A recent The Arizona Republic series on water and a PBS Horizon television program both highlighted the rural families’ struggles to access groundwater. Out-of-state corporations are removing large quantities of ground water from water basins to grow hay, corn, pistachios, and other crops; and, in some rural areas, the water table has dropped 300 feet. There are about 20 water basins in Arizona with multiple sub-basins, according to Sarah Porter, Director, Kyl Center for Water Policy at ASU’s Morrison Institute for Public Policy.
According to an The Arizona Republic and USA Today article on Jan 19, 2020 by Ian James, entitled “Ducey defends AZ record on water,” managed areas need to ensure a “long-term balance between the water that’s pumped out and the amount going back into aquifers” and these areas are “not on track to achieve this target or struggling to get there.”
There are two types of water management in Arizona: 1. Irrigation non-expansion areas and 2. Active management areas (which includes a mix of cities, like Prescott, Prescott Valley, and Chino Valley). The issue is the state is not addressing future well development outside these active management areas.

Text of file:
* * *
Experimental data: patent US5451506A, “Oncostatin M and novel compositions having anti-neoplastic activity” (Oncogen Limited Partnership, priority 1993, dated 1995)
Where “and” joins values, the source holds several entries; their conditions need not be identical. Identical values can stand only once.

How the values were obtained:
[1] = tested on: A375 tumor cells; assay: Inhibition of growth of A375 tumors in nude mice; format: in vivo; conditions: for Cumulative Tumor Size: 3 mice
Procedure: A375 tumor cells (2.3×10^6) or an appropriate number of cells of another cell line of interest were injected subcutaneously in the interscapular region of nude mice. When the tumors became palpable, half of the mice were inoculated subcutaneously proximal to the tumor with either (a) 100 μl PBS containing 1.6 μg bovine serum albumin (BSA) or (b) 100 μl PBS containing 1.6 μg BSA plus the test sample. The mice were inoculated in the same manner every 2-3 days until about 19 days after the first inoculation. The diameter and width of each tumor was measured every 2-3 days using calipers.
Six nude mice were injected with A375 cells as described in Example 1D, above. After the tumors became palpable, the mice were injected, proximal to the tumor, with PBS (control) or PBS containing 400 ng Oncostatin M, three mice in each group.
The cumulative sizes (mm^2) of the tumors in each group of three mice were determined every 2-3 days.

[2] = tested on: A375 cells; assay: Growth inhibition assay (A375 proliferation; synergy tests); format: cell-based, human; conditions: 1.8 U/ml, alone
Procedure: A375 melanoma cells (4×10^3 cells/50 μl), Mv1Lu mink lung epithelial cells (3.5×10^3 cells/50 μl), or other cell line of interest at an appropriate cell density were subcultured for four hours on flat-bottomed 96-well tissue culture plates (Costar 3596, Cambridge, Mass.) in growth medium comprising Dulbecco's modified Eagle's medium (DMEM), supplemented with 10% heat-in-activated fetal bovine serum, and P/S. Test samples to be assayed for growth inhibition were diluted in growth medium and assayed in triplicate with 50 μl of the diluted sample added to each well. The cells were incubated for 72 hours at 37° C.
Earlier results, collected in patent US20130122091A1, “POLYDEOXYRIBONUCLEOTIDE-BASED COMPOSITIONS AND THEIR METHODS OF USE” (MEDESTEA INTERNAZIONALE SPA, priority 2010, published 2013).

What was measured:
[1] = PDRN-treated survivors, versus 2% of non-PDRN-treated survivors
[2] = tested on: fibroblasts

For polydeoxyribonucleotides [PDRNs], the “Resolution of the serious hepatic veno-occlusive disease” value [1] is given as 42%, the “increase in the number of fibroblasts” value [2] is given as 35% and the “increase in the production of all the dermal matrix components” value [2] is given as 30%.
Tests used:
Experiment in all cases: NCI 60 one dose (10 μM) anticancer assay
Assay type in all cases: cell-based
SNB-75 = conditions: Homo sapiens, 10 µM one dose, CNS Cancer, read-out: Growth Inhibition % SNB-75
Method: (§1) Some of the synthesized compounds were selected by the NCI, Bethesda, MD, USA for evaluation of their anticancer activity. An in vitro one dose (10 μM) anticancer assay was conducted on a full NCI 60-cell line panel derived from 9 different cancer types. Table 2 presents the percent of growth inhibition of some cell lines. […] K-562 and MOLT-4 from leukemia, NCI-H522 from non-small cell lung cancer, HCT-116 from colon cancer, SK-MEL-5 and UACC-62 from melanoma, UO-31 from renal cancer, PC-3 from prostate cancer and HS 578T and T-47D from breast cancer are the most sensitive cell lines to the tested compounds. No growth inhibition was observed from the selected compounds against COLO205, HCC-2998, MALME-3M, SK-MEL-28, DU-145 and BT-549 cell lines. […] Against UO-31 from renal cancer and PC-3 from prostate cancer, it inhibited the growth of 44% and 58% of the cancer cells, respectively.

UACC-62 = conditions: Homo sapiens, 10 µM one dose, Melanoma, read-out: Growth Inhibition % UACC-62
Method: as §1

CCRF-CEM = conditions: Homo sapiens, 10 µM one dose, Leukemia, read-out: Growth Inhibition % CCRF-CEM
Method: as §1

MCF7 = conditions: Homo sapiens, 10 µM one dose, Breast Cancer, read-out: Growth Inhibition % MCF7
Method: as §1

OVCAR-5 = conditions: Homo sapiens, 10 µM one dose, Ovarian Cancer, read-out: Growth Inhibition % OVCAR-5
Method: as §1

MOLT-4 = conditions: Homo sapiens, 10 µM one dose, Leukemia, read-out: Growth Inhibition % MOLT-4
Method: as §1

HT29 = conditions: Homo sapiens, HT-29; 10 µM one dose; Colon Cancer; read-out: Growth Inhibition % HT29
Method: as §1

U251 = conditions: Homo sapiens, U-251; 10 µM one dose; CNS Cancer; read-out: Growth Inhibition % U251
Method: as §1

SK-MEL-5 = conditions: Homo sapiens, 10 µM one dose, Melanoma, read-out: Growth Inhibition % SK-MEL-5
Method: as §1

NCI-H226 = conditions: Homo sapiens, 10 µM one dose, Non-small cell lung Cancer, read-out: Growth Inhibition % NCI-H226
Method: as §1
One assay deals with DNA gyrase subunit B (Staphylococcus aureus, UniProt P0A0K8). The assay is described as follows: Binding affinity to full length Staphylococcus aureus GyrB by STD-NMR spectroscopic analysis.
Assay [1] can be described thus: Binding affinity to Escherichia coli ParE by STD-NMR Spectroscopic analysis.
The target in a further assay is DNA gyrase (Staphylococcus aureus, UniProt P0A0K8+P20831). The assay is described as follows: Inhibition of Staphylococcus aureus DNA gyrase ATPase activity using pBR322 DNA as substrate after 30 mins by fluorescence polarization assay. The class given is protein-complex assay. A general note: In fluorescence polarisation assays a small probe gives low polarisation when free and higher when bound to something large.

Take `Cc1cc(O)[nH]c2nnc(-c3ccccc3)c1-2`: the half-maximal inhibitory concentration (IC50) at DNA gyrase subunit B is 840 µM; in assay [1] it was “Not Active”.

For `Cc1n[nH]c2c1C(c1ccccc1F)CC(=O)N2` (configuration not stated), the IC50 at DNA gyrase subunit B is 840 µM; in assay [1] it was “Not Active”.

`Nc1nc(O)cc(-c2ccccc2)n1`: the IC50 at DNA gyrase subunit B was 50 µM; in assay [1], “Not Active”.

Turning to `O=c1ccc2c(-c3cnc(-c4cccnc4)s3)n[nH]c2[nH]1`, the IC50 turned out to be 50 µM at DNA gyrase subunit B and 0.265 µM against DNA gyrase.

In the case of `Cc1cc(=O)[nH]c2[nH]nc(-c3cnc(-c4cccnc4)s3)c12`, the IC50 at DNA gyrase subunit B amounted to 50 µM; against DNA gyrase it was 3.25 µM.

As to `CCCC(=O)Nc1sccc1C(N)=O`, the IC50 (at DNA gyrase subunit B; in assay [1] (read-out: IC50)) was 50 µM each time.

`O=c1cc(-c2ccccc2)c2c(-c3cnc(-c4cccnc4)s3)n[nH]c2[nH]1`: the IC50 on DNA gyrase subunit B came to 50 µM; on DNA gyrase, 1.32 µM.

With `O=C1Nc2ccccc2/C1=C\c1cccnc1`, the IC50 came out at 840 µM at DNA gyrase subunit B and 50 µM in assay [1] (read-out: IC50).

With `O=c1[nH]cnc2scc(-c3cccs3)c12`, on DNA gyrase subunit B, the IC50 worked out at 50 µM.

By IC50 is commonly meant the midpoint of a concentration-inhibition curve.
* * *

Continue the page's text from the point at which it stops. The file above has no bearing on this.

While multi-million-dollar investments in industrial farms or large developments will be able to dig deeper and deeper wells, it could be cost prohibitive for rural residents surrounding these developments. Ms. Porter indicates this crisis in rural Arizona “can be fixed,” but the Director of the Arizona Department of Water Resources needs more authority in developments outside these active management areas of the state. This will allow the department to consider likely, future demand and not just current demand, which is the case today.
In Yavapai County’s rural areas, where dense housing is up for debate and water issues are not allowed in the conversation to persuade P&Z commissioners and supervisors, water level management is a concern to many.